Last Friday, I asked you to find two elegant finishes played by Richard Réti.
In the first against Dr Max Euwe in Amsterdam in 1920:
Réti played 1 ... Bh3! either winning the White queen or forcing mate. The game continued:
2 Qxa8 Bc5+; 3 Kh1 Bxg2+; 4 Kxg2 Qg4+; 5 Kf1 Qf3+; 6 Ke1 Qf2 mate
Our second position was the conclusion to Réti's brilliancy prize winning miniature against Efim Bogojuboff at New York 1924:
Réti played 1 Be8 and Black resigned.
There is no satisfactory defence against the threat of 2 Qxf8, Even 1 ... h6 leads to immediate mate: 2 Qxf8+ Kh7; 3 Bg6+! Kxg6; 4 Qf5 mate
There were few correct solutions to the puzzles, although Brian Wood did suggest 1 ... Bf5 in the first position, which also leads to a very big advantage for Black.
The game against Bogojuboff is regarded as one of the greatest ever played, here it is in full with notes by Alekhine from the tournament book:
Richard Réti - Efim Bogoljubov, New York 1924
1.Nf3 d5 2.c4 e6
As for the merit of this system of defence, compare the game Reti vs. Yates in the
3.g3 Nf6 4.Bg2 Bd6 5.O-O O-O 6.b3 Re8 7.Bb2 Nbd7 8.d4
To our way of thinking, this is the clear positional refutation of 2...e6, which, by the way, was first played by Capablanca (as Black) against Marshall and is based upon the simple circumstance that Black cannot find a method for the effective development of his Queen's Bishop.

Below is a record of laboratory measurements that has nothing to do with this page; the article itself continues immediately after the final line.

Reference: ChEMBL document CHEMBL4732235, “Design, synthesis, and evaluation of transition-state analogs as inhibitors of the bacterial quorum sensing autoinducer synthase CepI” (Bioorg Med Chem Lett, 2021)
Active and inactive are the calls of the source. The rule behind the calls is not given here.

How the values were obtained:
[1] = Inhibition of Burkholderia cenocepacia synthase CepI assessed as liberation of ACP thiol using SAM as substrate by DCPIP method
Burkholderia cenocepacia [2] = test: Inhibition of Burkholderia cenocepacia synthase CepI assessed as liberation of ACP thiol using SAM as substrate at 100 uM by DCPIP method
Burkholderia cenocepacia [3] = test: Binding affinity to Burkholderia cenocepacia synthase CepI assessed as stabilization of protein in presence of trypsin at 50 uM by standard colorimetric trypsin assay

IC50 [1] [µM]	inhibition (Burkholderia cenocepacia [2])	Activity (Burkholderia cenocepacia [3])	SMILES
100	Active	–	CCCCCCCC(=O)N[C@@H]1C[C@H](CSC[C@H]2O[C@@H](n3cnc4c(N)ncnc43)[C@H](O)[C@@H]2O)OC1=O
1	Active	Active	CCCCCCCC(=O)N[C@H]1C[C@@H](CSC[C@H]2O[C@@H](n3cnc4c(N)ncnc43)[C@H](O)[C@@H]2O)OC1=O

8 ... c6 9.Nbd2
In the game referred to, Capablanca, in a wholly analogous position, played ...Ne4 and likewise obtained an advantage thereby. Of course, Reti's quieter development is also quite good.
9 ... Ne4
If the liberating move of 9...e5, recommended by Rubinstein and others, is really the best here then it furnishes the most striking proof that Black's entire arrangement of his game was faulty. For the simple continuation 10.cxd5 cxd5 11.dxe5 Nxe5 12.Nxe5 Bxe5 13.Bxe5 Rxe5 14.Nc4 Re8 15.Ne3 Be6 16.Qd4, would have given White a direct attack against the isolated Queen's pawn, without permitting the opponent any chances whatsoever. Moreover, the move selected by Bogoljubow leads eventually to a double exchange of Knights, without moving the principal disadvantage of his position.
10.Nxe4 dxe4 11.Ne5 f5
The proper strategy. After Black has weakened his position in the center, White forthwith must aim to change the closed game into an open one in order to make as much as possible out of that weakness.
12. ... exf3 13.Bxf3
Not 13.exf3, because the e pawn must be utilized as a battering ram.
13. ... Qc7
Also after 13...Nxe5 14.dxe5 Bc5+ 15.Kg2 Bd7 (after the exchange of Queens, this Bishop could not get out at all) 16.e4, White would have retained a decisive advantage in position.
14.Nxd7 Bxd7 15.e4 e5
Otherwise would follow 16.e5, to be followed by a break by means of d5 or g4. After the text move, however, Black appears to have surmounted the greater part of his early difficulty and it calls for exeptionally fine play on the part of White in order to make the hidden advantages of his position count so rapidly and convincingly.
16.c5 Bf8 17.Qc2
Attacking simultaneously both of Black's center pawns.
17. ... exd4
Black's sphere of action is circumscribed; for instance, 17...fxe4 clearly would not do on account of the two-fold threat against h7 and e5, after 18.Bxe4
After 18...Re5 19.Qc4+ Kh8 20.f6, among other lines, would be very strong.
The initial move in an exactly calculated, decisive manouver, the end of which will worthily crown White's model play.
19. ... Re5 20.Bxd4 Rxf5
If 20...Rd5 21.Qc4 Kh8 22.Bg4, with a pawn plus and a superior position.
21.Rxf5 Bxf5 22.Qxf5 Rxd4 23.Rf1 Rd8
Or 23...Qe7 24.Bf7+ Kh8 25.Bd5 Qf6 26.Qc8, etc. Black is left without any
24.Bf7+ Kh8 25.Be8
A sparkling conclusion! Black resigned, for, after 25...Bxc5+, he loses at least the Bishop.
Rightfully, this game was awarded the first brilliancy